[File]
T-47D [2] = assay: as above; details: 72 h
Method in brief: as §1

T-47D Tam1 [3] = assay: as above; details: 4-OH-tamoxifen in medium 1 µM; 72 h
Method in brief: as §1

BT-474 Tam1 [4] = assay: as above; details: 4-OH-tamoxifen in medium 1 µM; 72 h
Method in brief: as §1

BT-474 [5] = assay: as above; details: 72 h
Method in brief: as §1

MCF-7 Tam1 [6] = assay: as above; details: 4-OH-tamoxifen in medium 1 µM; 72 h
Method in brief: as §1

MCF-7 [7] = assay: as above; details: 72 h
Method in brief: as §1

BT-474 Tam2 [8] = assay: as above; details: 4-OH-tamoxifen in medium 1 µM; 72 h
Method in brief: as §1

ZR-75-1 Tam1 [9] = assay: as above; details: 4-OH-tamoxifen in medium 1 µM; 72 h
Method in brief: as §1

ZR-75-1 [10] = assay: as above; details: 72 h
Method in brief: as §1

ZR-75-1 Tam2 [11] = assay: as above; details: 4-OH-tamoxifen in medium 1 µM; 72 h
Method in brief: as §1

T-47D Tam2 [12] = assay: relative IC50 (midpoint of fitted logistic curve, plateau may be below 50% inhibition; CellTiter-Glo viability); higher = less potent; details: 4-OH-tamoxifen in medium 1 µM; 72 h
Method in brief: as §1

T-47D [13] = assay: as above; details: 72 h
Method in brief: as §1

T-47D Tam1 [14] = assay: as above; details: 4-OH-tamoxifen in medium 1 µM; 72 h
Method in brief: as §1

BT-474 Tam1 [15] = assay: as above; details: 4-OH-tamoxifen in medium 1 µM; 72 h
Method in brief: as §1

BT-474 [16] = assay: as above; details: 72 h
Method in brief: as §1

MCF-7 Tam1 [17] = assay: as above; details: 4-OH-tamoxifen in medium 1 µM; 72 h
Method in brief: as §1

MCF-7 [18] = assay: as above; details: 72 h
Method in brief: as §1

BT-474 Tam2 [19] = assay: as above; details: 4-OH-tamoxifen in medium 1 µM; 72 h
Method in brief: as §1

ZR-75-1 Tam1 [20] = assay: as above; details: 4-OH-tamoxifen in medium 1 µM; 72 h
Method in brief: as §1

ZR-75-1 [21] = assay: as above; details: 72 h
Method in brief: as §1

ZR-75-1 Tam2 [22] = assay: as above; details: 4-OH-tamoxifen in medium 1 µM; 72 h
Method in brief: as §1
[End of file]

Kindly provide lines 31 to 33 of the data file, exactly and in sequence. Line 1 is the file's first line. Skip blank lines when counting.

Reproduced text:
MCF-7 Tam1 [17] = assay: as above; details: 4-OH-tamoxifen in medium 1 µM; 72 h
Method in brief: as §1

MCF-7 [18] = assay: as above; details: 72 h